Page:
Currently, the geopolitical situation and the global economic situation remain negative. With this in mind, traders should look for signs of exhaustion in the market and fade the markets going forward.
- The natural gas market appeared to be in a state of limbo during Tuesday’s trading session as the search for a short-term bottom continues.
- The market is also attempting to determine the range for the warmer months ahead.
- A swing high of $3.00 above has been seen recently, indicating that the market’s ceiling may be in the near term.
The $2.00 level has provided support, so it seems that the overall range will be defined between the 50-Day EMA and the bottom at $2.00. The market is expected to go back and forth within this range until natural gas demand picks up in the fall. However, there is the added factor of the European Union needing to replace its natural gas stocks, which will likely cause a bounce in the market later in the year.
It is probable that we will see range-bound trading in the natural gas market over the next few months, which could make it a preferred trading option for some. However, it’s essential to keep in mind that natural gas markets can be noisy at times, so it’s not advised to build up a significant position. Instead, it’s better to trade around the range with smaller positions and utilize it as a way to generate cash flow for your portfolio. Thinking of it more along the lines of a “dividend” over the next few months is my best guess.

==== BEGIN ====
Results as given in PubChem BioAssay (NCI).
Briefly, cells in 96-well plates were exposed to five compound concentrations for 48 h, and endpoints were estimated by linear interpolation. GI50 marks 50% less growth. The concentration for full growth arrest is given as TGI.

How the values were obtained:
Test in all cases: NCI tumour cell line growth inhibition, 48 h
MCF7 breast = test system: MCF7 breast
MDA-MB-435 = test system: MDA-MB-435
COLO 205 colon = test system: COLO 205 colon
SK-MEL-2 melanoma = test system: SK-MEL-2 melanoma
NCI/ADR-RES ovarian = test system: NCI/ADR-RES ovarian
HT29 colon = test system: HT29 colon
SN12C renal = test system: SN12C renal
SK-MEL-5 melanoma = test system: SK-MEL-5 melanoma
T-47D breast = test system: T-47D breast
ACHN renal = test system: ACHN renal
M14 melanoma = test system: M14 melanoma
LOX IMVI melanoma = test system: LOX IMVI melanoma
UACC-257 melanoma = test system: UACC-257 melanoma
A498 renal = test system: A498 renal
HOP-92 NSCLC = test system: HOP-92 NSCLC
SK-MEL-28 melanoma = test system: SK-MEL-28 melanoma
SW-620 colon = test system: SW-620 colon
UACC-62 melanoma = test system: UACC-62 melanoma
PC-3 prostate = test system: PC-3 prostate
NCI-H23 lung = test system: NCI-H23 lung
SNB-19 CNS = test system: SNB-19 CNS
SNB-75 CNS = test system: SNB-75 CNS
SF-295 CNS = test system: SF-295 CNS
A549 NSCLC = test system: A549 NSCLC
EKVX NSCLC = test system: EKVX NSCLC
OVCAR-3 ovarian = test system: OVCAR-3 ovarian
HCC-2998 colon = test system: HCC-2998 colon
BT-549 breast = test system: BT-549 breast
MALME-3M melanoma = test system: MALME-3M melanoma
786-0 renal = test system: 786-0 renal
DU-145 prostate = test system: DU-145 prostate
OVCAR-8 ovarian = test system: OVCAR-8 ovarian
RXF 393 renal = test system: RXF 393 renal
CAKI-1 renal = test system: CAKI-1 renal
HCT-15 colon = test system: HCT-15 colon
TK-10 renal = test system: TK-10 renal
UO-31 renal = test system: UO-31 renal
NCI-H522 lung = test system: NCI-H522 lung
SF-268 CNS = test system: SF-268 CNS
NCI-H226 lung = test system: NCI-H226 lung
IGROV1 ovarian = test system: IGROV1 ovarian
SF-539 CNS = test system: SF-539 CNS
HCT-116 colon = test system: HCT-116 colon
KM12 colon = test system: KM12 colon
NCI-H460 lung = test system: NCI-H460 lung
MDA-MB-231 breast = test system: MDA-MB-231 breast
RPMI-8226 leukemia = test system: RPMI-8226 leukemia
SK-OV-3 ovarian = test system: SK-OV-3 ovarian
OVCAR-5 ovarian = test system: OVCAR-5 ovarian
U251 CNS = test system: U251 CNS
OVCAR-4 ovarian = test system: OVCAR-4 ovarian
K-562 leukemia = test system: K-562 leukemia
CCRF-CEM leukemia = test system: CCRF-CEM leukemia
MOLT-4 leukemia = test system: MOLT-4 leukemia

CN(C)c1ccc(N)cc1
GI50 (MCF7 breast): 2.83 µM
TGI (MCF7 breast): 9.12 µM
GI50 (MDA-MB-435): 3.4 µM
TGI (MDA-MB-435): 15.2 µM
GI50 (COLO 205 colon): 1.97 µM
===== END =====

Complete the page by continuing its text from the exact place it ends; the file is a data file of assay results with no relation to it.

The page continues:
Currently, the geopolitical situation and the global economic situation remain negative. With this in mind, traders should look for signs of exhaustion in the market and fade the markets going forward. Fading the markets will likely be the easiest trade to take, rather than attempting to make significant gains in a market that is expected to stay range-bound for the near future. This is typically how things go this time of year, so it is something that I plan on taking advantage of.
At the end of the day, the natural gas market is currently attempting to find a short-term bottom and determine a range for the warmer months ahead. While a swing high at $3.00 suggests that the market’s ceiling is near term, the $2.00 level continues to offer support. The overall range is likely to be defined between the 50-Day EMA and the bottom at $2.00, with natural gas demand expected to pick up in the fall.
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